If you’re in the Northeast USA like we are, you’re well aware of the smoke cloud that’s been making its way south from the devastating Canadian wildfires.
I know that Californians, Oregonians, and others have been dealing with similar situations for years, but us East-coasters are a little new to this brand of sh*t show, so I wanted to share with you all some insight we gained from one the many tech tools Jim’s picked up over the years.
Whatcha Got in That Air?
Jim picked up this air quality monitor a few years back to keep an eye on our radon levels in the house, as radon is often an issue for houses & basements in our area. While our radon levels are good, we’ve been keeping the monitor in the twins’ room because it does a few other things we like.
In addition to temperature and humidity gauges, it can also track VOCs (like paint fumes & cooking gas), CO2 levels (which can indicate a need for air circulation), and particulate matter (such as dust or the tiny particles that float around when something burns).
What Happened This Week
This week, Jim noticed the particulate matter reading, known as PM2.5, was a lot higher than usual. After trying to figure out if I’d forgotten another piece of pizza in the oven, we went online and saw the news about the wildfires and their effect on our air here stateside.
Since we had the air quality monitor, we were able to see just how much the air inside our house was being impacted. But more importantly, we were able to see what helped get the air back to healthy levels.
PM2.5 refers to any particulates that are smaller than 2.5 microns, which you might also hear referred to as “Fine Particulate Matter.” A human hair is around 60 microns, for comparison.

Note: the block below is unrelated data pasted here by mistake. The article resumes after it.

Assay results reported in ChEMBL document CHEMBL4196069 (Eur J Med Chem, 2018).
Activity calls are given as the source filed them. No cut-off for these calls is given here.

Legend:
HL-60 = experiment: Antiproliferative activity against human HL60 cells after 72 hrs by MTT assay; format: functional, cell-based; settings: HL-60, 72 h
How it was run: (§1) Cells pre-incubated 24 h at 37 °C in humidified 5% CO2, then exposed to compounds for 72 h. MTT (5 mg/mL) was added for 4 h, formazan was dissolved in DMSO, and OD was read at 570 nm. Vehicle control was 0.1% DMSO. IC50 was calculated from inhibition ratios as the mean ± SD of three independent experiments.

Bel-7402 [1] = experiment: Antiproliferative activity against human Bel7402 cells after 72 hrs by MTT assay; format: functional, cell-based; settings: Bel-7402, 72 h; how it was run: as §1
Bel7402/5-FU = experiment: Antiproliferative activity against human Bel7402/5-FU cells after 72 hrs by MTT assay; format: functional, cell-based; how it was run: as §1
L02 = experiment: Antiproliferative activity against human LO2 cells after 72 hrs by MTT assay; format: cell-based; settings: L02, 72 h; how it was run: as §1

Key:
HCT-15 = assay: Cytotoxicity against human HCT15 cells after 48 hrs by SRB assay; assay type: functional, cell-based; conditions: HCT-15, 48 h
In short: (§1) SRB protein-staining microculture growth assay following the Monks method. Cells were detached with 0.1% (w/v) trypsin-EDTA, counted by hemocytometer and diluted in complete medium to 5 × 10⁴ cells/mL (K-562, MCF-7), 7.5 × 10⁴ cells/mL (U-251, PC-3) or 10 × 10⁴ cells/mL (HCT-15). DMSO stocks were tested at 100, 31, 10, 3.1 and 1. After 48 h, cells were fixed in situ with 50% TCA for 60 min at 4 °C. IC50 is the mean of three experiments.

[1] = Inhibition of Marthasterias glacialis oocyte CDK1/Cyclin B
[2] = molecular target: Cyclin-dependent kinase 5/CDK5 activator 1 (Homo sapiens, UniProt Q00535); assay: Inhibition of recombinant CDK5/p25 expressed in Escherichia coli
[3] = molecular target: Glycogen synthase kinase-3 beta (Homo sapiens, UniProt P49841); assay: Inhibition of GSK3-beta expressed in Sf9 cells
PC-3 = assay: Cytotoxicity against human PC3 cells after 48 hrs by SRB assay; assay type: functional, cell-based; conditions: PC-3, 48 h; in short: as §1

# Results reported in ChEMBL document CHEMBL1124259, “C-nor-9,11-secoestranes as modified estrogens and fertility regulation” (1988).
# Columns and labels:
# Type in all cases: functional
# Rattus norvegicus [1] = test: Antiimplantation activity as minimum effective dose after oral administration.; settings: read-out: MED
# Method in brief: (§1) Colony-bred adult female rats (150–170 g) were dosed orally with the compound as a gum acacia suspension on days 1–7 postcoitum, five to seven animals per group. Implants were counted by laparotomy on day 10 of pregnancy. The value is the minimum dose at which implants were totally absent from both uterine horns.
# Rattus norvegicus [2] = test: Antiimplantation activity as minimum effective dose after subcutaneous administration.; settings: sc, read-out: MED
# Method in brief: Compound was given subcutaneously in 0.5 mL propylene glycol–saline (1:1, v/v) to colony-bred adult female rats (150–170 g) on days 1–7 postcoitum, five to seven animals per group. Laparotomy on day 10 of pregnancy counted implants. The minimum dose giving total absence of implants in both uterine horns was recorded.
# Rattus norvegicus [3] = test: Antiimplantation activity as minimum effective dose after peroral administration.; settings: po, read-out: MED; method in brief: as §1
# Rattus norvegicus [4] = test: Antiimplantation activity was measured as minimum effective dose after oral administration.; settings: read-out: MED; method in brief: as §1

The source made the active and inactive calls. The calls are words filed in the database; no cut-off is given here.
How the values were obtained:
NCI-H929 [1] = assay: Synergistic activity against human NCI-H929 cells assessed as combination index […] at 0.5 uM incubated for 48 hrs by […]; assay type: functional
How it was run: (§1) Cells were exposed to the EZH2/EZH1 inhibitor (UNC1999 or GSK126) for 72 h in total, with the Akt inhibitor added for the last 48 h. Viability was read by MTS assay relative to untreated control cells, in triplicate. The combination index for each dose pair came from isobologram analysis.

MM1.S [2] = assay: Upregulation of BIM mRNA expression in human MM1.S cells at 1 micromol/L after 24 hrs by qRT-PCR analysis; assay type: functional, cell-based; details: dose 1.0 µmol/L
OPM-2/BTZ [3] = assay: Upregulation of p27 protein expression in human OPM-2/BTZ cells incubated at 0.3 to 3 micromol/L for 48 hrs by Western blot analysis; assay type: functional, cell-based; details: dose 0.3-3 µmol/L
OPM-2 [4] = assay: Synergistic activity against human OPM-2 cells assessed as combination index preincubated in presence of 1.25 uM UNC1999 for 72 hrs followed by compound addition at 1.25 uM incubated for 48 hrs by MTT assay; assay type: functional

- Ideally, the PM2.5 reading inside of a house should be under 12
- At one point, ours was up to 110 inside the house, and as high as 405 outside
- Once we ran our purifiers and filters, we got the reading back down to 4
What We Did
First we moved our standalone air purifier into the twins’ room. It’s several years old and we had to vacuum out the old filter because we didn’t have a new one, but it’s HEPA rated and did a really nice job of immediately reducing the particulate matter reading in the room.
After a few rounds of opening and closing the doors, however, we could tell that new particulates were coming into the room any time someone went in and out. This told us that we still had a pretty significant air quality issue happening in the rest of the house.
The next step was to adjust our thermostat to run the HVAC fans intermittently, regardless of whether the air conditioner needed to kick on or not. The central air unit runs through a filter, so all that new circulating air would help push fresh-filtered air into the space.
This helped us get the PM2.5 levels back down to healthy levels inside the twins room, as well as throughout the house.
What To Do Next
• If you have a central air unit, or even a good wall unit, see if you can run your fans even if the AC is off so that you can get fresh air into the space.
• Check that your filter is good, and get yourself a replacement if you haven’t already. It’s likely that your current filter will need to be replaced sooner than usual, since it’s filtering more bad stuff and will be running more for a couple days.
• If you don’t have a central unit or just have someone at home who is extra sensitive to air quality issues (babies, those with asthma, people suffering from lung conditions or long Covid), we also saw a really good improvement with a standalone air purifier. Make sure you get one that is HEPA rated for best results.
A Few of Our Picks
Click on the “+” squares in the image below for direct links to HEPA air purifiers we recommend